Friday, December 27, 2013

Shrine and Hospice Built Near the Slave Mines

The legend of Our Lady of Charity appealed to native people still practicing pre-Columbian religion and descendants of slaves still practicing the religion brought over from West Africa.  A syncretized devotion to Our Lady of El Cobre spread rapidly and pilgrimages continued to be plentiful.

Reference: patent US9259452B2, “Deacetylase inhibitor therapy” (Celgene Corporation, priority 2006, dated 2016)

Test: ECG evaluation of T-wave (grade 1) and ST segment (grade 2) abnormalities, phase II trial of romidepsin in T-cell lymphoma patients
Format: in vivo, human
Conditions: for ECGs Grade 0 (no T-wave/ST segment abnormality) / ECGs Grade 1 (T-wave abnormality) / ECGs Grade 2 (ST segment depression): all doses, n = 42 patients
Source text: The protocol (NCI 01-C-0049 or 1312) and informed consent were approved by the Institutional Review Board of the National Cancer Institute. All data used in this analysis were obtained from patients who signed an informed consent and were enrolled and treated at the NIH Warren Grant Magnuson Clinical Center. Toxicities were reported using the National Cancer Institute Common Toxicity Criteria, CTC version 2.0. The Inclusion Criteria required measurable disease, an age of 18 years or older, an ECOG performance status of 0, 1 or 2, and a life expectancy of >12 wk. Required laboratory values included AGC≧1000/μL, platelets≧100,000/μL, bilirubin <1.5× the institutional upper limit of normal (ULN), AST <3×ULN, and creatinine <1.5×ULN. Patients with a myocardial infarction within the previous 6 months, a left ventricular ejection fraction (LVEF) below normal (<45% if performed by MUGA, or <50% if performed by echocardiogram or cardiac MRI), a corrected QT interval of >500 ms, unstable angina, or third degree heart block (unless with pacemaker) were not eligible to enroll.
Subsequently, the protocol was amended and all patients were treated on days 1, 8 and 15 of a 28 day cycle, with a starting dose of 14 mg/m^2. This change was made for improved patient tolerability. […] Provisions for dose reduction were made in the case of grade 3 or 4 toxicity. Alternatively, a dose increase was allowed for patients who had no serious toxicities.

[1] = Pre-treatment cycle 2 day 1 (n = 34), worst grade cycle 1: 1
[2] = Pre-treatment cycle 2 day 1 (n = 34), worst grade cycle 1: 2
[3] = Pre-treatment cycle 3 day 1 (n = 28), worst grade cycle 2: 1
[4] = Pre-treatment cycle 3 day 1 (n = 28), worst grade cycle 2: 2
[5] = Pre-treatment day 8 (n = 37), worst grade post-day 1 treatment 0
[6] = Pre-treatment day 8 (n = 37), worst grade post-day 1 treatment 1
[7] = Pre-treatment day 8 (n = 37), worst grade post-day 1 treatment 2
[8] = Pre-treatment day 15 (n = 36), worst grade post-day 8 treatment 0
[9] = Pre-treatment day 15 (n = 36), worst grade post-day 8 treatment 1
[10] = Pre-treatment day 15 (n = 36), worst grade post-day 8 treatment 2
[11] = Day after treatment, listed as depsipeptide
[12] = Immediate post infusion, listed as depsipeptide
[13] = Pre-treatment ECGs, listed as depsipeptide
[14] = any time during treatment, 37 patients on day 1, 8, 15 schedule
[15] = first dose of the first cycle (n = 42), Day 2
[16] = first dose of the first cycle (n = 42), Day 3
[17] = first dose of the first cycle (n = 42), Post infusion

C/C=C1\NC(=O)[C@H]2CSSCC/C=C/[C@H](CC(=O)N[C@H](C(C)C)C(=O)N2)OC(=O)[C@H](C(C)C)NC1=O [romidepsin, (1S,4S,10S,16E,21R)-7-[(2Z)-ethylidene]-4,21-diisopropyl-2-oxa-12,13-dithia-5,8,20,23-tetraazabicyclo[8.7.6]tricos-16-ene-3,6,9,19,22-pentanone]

“The shrine flourished in the midst of a black pueblo of royal slaves and free people of color. During that period its reputation as a healing shrine grew and a loose and informal local devotion became institutionalized under the aegis of the Church. By 1756, Bishop Morell de Santa Cruz declared that "The sanctuary of El Cobre is the richest, most frequented, and most devout in the Island, and the Lady of Charity the most miraculous image of all those venerated [in Cuba]."